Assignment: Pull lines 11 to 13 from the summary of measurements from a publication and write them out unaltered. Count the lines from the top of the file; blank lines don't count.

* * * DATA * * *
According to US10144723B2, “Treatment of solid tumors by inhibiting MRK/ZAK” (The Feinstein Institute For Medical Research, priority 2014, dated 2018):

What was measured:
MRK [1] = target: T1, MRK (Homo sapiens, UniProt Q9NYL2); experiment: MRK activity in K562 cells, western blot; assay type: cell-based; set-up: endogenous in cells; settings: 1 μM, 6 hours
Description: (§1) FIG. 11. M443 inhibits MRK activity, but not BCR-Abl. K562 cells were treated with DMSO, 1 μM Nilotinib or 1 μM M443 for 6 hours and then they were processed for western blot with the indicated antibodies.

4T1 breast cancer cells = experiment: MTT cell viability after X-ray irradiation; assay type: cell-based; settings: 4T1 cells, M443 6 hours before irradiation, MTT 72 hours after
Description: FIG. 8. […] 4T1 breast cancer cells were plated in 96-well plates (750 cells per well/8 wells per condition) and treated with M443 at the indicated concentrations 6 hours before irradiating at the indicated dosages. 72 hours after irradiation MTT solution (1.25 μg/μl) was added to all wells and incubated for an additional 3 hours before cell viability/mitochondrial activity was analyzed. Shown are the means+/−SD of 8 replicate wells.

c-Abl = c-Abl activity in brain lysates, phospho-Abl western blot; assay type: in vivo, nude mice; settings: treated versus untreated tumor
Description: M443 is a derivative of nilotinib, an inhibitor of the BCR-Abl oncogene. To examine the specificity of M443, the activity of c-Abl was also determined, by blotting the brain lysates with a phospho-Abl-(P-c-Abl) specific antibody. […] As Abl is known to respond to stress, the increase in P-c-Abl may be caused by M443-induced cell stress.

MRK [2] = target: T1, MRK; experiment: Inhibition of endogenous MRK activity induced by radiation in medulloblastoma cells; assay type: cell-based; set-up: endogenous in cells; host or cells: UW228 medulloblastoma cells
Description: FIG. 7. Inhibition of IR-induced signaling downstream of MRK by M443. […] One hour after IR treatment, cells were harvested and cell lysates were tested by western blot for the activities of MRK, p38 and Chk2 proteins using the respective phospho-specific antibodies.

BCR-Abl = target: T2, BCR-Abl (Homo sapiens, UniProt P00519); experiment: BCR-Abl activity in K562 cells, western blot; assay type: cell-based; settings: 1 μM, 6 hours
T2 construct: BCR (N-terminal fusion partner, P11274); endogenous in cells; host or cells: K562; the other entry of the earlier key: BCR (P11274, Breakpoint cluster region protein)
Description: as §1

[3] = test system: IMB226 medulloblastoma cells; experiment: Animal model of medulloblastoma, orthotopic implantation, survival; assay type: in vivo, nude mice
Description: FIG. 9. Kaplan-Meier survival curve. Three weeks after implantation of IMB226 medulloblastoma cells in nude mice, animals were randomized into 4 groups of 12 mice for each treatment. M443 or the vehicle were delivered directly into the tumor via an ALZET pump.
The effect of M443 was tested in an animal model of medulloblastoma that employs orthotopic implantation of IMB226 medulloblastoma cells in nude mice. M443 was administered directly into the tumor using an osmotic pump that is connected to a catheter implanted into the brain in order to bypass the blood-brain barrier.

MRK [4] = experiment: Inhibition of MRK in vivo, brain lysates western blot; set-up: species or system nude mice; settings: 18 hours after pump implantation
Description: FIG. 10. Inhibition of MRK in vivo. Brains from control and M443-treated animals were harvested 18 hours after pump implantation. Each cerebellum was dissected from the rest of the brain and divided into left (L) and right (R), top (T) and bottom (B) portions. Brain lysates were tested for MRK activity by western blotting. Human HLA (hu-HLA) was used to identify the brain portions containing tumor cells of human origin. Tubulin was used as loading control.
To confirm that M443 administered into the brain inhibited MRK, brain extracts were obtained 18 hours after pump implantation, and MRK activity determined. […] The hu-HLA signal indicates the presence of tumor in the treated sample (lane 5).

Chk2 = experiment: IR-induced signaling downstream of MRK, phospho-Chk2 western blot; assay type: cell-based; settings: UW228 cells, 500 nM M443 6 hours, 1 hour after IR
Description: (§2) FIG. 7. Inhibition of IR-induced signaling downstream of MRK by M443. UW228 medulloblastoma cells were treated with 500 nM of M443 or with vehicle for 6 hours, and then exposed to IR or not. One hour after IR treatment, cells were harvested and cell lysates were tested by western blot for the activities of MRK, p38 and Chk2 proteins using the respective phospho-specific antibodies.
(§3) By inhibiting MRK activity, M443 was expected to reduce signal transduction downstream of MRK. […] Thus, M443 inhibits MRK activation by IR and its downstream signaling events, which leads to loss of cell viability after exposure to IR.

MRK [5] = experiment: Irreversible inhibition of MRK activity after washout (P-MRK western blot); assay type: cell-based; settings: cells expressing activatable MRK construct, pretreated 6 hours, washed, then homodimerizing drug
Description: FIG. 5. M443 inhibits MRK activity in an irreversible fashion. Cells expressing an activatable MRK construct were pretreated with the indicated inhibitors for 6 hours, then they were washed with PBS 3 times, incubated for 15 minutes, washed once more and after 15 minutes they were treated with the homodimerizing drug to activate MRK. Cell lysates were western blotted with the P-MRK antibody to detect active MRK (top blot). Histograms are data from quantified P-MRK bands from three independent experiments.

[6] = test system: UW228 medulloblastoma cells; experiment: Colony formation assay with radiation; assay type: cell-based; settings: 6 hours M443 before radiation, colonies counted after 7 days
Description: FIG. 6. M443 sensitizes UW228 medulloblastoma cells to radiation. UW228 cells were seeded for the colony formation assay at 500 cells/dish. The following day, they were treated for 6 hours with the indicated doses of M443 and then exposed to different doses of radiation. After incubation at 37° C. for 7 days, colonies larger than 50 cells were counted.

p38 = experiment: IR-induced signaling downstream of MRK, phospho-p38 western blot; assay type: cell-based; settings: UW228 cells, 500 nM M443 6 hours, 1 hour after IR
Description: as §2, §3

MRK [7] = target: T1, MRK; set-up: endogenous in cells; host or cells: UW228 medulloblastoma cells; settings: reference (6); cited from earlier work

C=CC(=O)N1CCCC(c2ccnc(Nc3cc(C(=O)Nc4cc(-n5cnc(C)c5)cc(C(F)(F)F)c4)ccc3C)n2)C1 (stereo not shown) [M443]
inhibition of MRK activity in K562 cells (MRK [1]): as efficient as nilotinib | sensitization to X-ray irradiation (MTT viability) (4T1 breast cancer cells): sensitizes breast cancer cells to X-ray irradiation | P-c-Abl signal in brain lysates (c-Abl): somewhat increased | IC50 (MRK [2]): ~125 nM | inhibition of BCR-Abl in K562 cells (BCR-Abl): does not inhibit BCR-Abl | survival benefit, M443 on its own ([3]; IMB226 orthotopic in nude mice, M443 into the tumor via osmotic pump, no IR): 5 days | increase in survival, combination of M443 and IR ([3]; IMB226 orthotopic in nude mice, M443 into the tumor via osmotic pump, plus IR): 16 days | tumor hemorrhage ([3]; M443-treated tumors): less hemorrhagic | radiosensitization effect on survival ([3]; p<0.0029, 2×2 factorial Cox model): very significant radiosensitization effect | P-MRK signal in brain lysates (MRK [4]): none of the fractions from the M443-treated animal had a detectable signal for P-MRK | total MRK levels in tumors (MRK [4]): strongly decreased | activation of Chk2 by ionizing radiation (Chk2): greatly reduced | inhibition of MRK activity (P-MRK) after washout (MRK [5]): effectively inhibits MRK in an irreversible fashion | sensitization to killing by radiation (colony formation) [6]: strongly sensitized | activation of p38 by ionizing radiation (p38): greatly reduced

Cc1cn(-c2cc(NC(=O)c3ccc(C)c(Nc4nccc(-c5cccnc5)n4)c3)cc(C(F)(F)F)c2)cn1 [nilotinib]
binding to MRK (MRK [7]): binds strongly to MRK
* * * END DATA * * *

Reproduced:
BCR-Abl = target: T2, BCR-Abl (Homo sapiens, UniProt P00519); experiment: BCR-Abl activity in K562 cells, western blot; assay type: cell-based; settings: 1 μM, 6 hours
T2 construct: BCR (N-terminal fusion partner, P11274); endogenous in cells; host or cells: K562; the other entry of the earlier key: BCR (P11274, Breakpoint cluster region protein)
Description: as §1